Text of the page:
14 THE WITNESS: [Interpretation] With a great degree of certainty I
15 can say that this operation had not been planned at a local level.
16 According to what I know and based on all the information that I have
17 received to date, indicate that this operation had been planned at the
18 level of the Main Staff and that is how it was presented to the brigade,
19 to my brigade, that is to say, and I testified to this effect in the
20 previous trials.
21 MR. SAXON:
22 Q. And just so the record is clear, when you refer to the
23 Main Staff, is that the Main
24 A. Yes. I was referring to the Main Staff of the Army of Republika
1 Q. Thank you, Mr. Nikolic.
2 MR. SAXON: I have no further questions at this time, Your
4 JUDGE MOLOTO: Thank you very much, Mr. Saxon.
5 Mr. Lukic.
6 Cross-examination by Mr. Lukic:
7 Q. [Interpretation] Good morning, Mr. Nikolic.
8 A. Good morning, Mr. Lukic.
9 Q. Have you counted the times you answered questions for the benefit
10 of various Defence counsels so far?
11 A. No, not really.
12 Q. I'm asking because you probably know that we both must speak
13 slowly and we must make a pause between each of the questions and answers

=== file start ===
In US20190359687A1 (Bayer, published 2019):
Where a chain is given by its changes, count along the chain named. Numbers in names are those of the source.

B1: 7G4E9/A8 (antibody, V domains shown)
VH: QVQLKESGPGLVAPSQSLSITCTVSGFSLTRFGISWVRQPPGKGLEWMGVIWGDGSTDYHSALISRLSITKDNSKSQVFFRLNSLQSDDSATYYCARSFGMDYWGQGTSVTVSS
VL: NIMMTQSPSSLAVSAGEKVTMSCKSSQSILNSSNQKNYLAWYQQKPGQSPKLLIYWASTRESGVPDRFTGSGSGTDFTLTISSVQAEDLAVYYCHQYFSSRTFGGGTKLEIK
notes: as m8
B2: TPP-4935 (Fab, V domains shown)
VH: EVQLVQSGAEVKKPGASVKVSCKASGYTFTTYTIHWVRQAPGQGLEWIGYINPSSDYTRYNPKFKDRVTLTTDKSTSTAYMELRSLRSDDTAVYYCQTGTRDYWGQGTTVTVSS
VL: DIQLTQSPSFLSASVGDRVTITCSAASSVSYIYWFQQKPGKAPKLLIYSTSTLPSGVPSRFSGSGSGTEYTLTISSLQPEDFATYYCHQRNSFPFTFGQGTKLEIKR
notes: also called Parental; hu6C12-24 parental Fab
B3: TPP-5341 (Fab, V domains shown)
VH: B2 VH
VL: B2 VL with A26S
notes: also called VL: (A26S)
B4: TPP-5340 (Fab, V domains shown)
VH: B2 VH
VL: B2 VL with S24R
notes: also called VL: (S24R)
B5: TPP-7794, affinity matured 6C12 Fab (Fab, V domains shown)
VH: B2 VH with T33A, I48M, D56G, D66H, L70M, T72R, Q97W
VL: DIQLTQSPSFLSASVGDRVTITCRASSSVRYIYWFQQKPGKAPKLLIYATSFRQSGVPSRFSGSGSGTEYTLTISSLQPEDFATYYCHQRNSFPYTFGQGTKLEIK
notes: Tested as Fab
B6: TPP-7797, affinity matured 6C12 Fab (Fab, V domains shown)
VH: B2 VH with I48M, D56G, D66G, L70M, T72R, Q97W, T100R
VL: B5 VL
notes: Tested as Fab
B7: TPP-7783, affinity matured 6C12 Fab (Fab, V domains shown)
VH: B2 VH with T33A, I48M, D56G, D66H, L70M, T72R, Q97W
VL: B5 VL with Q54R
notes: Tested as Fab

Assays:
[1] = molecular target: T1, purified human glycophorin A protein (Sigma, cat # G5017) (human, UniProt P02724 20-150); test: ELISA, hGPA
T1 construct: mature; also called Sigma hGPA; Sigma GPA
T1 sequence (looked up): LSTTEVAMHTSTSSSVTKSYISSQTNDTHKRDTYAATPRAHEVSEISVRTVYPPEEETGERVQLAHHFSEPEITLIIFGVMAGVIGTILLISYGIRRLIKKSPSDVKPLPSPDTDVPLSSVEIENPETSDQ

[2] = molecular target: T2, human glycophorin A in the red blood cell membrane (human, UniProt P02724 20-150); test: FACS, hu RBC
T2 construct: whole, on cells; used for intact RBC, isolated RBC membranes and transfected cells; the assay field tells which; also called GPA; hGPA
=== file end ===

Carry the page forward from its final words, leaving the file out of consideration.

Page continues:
14 and vice versa in order to ensure an accurate transcript. I've noticed
15 that you have a tendency to speak fast. So do I.
16 Let's do our best to try and help the interpreters and keep the
17 transcript accurate.
18 A. I'll try to keep track of this, and I hope that everything goes
20 Q. I would first like to go through the chronology, if I may call it
21 that, of your status. A number of questions about that, although a
22 number of things can be gleaned from the documents that have now been
23 exhibited, above all I'm referring to the joint agreement on facts.
24 JUDGE MOLOTO: Judging by the speed at which the interpreter is
25 going, two seconds after your warning.
1 MR. LUKIC: Uh-huh.
2 Q. [Interpretation] Your indictment was published in March 2002,
4 THE INTERPRETER: The interpreter didn't hear the answer.
5 JUDGE MOLOTO: The interpreter didn't hear the answer to the
6 question, Mr. Nikolic. Will you please answer again.
7 THE WITNESS: [Interpretation] Yes, that's right.
8 MR. LUKIC: [Interpretation]
9 Q. You were arrested on the 1st of April, 2002.
10 A. Yes.
11 Q. You were charged with genocide, involvement in genocide,
12 extermination, persecution all within the joint criminal enterprise. Do
13 you remember that?
14 A. Yes, I do.
15 Q. About a year after your arrest you drew up an agreement with the
16 OTP to plead guilty. Pursuant to that agreement, you plead guilty before
17 the Tribunal, guilty of persecution. That was on 7th of May, 2003. Do
18 you remember that?
19 A. Yes, I do.
20 Q. Pursuant to that agreement, the sentencing ruling was deferred
21 until the close of your number in the Blagojevic case; is that right?
22 And Jokic too.
23 A. Yes.
24 Q. Your conviction came on the 2nd of December 2003, right?
25 A. I don't remember the exact date, but I will take your word for
2 Q. Another thing that I have come across is that nearly two and a
3 half years later on the 8th of March, 2006, the final judgement came, the